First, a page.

|Rob Lowe as||Sam (Samuel Norman) Seaborn||Deputy Communications Director|
|Dulé Hill as||Charlie (Charles) Young||Personal Aide to the President|
|Allison Janney as||C.J. (Claudia Jean) Cregg||Press Secretary|
|Janel Moloney as||Donna (Donnatella) Moss||Assistant to Deputy Chief of Staff|
|Richard Schiff as||Toby (Tobias Zachary) Ziegler||Communications Director|
|John Spencer as||Leo Thomas McGarry||Chief of Staff|
|Bradley Whitford as||Josh (Joshua) Lyman||Deputy Chief of Staff|
Martin Sheen as
|Jed (Josiah Edward) Bartlet||President of the United States|
|Special Guest Star
Adam Arkin as
|Dr. Stanley Keyworth||ATVA Psychiatrist|
|Paxton Whitehead as||Bernard Thatch|
|Gregalan Williams as||Robbie Mosley||Military Officer|
|Gary Cervantes as||Bobby||Civilian Advisor|
|Daniel von Bargen as||Ken||previously "Jack" / Military Officer|
|Special Appearance By
Yo-Yo Ma as
|Melissa Fitzgerald as||Carol||Fitzpatrick (last name)
Assistant to the Press Secretary
|Kris Murphy as||Katie||Witt (last name) / Reporter|
|Purva Bedi as||Kaytha Trask||ATVA trainee|
|Jana Lee Hamblin as||Reporter Bobbi|
|Timothy Davis-Reed as||Reporter Mark|
|Robert Noble as||Valet|
|Deborah Snipes as||Staffer|
|Eric A. Payne as||Secret Service Agent|
|Greg Wrangler as||Secret Service Agent|
|Michael Crider as||David Housman||Rebecca Housman's son|
|Etyl Leder as||Rebecca Housman||Woman on WH tour|
"I do get into it with Aaron when I think the young aides are getting too cheeky. Even with Bill Clinton, who is fairly casual and young, not your father's president, there still is a line. You just don't make flip remarks." - Dee Dee Myers
by Karin Lipson and
February 27, 2000
New York Newsday
"When horrible things have happened in the White House, the tendency is for the staff to move beyond them quickly, and I think that's especially true of Josh," said [Bradley] Whitford.
"Whatever emotional response he's feeling is less important to him than his job," he added. "Besides, by the time he realizes he's having an emotional response because of the shooting, he'll try to avoid it."
..."I don't think that Aaron wanted to do a conventional recovery scenario," said [Bradley] Whitford.
"He's in No Position For Josh-ing on 'Wing'"
by Donna Petrozzello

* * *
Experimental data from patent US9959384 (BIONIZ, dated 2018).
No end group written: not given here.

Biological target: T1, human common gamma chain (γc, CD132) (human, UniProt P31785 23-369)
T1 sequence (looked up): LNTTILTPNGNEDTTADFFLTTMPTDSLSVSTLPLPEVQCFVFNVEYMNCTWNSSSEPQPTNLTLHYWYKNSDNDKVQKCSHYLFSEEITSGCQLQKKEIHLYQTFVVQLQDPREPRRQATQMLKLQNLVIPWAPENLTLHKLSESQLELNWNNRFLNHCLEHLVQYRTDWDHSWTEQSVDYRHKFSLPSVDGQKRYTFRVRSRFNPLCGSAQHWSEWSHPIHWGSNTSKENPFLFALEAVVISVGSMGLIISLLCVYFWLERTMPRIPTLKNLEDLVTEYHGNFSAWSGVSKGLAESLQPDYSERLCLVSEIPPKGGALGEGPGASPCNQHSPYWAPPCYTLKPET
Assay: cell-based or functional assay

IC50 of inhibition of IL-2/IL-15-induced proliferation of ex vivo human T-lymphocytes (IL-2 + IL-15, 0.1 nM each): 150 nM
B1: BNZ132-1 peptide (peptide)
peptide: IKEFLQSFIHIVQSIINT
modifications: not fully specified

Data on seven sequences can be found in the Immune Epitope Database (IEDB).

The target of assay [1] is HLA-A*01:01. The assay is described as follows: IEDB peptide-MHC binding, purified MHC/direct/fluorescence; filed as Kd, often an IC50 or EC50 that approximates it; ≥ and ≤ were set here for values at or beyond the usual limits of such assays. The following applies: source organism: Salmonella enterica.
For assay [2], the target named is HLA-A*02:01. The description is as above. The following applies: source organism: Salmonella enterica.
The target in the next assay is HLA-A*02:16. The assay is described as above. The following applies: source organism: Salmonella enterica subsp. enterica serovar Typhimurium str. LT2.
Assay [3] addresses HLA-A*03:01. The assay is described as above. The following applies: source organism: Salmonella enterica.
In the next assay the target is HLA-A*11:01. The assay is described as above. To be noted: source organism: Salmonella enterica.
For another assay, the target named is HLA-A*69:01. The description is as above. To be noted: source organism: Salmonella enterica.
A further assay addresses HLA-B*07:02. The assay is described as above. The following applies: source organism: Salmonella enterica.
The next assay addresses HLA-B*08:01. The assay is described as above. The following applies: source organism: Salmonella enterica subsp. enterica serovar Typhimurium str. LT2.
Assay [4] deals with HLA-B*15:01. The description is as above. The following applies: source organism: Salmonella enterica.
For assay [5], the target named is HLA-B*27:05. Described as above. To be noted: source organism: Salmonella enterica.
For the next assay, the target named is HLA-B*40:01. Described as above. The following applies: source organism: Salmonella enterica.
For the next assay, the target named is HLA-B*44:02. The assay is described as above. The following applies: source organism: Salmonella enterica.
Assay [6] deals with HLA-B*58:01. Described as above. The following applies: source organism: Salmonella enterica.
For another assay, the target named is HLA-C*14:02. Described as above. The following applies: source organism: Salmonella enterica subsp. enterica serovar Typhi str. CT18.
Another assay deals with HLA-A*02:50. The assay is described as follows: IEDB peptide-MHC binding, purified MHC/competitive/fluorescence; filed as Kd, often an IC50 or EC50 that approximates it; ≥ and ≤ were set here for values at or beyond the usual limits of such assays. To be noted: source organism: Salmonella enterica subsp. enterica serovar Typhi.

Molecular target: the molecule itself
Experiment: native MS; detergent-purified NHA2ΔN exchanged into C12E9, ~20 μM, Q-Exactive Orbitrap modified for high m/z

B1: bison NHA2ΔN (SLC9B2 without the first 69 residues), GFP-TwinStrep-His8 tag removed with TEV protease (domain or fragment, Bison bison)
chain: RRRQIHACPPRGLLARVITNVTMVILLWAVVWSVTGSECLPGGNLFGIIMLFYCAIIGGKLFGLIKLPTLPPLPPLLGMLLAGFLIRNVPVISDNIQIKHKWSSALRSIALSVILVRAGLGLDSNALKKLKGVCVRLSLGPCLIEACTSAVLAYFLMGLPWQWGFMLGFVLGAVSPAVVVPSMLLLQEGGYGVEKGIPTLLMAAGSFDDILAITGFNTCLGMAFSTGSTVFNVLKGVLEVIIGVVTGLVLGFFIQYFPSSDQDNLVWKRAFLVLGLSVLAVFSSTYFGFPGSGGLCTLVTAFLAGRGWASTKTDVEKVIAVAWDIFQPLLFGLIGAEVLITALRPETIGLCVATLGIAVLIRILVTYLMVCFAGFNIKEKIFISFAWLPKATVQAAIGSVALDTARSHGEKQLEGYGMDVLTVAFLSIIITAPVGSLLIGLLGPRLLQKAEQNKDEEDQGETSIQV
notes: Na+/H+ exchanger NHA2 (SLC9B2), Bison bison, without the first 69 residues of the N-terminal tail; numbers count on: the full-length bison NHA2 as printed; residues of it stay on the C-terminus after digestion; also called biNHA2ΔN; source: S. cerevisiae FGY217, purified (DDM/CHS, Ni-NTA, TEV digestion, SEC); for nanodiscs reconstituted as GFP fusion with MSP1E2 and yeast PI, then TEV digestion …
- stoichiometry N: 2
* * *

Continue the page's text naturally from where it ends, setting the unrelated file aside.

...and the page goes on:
December 13, 2000
New York Daily News
A few hours later, the race would be settled; 36 hours later, NBC's coverage of Gore conceding to Bush would pre-empt the "West Wing" episode Whitford was here to promote.
On Election Day, it was [this] episode he had been shooting, he recalled, with cast and crew gravitating to TVs after each take to catch the latest returns.
Whitford laughed. "I had worked hard on the campaign and I was very anxious," he said. "Thank God it's an episode where I'm supposed to be emotionally discombobulated."
"Whitford loves just Joshin'"
by Frazier Moore
December 20, 2000
"King of the Hill" mastermind Mike Judge and the show's cast delighted TV reporters in Pasadena last week - by reading a scene from "The West Wing" in character aspropane poobah Hank Hill and pals.
Hank, of course, was President Josiah Bartlet, played on "West Wing" by Martin Sheen, with his best buds Dale, Bill and mumbling Boomhauer playing various roles.
The scene was taken from a popular "West Wing" episode from this season about a missing fighter pilot.
"The Starr Report"
by Michael Starr
January 15, 2001
New York Post
Our first two seasons we had Peter Parnell, who wrote The Rise and Rise of Daniel Rocket, Hyde in Hollywood, Romance Languages and Flaubert's Latest, all of which debuted at Playwrights Horizons in New York. He was also my first writing teacher. ... he traced the orgins of a painting that was hanging in the Blue Room of the White House, ... - Aaron "Benjamin" Sorkin
Posted at mightybigtv.com Forum
by Aaron "Benjamin" Sorkin
July 22, 2001
Q: A recent episode of "West Wing" mentioned a military pilot who disappeared with an armed plane several years ago. I remember the incident, but don't recall if the plane was found and the bombs recovered. What can you tell us?
- Jim Barken, Woodstock
A: The incident occurred on April 2, 1997, when a three-plane Air Force formation was flying on a training mission over Arizona. Capt. Craig Button was piloting the third aircraft, an A-10 Thunderbolt, and presumably was about to drop a 500-bomb on the bombing range when he suddenly left the pack and veered northeast toward Colorado.
Nearly 800 miles later, his plane disappeared from radar. Skiers near Vail reported hearing a crash and seeing smoke.
The wreckage was found in deep snow on Colorado's Gold Dust Peak after an 18-day search, but there was no trace of the four Mark 82 GP bombs that plane was carrying. Human remains that were found were identified as Button's.
Lacking any evidence of a mechanical problem or physical disorder, the Air Force eventually concluded that Button, 32, had committed suicide.
A footnote of interest: In August 1999, a hiker reported seeing a tail fin sticking out of some boulders on Colorado's Whitney Peak. Investigators found it to be a rusty, unexploded mortar round, possibly of World War II vintage. An explosives ordnance team from Fort Carson, Colo., blew it up.
by Colin Bessonette
January 9, 2002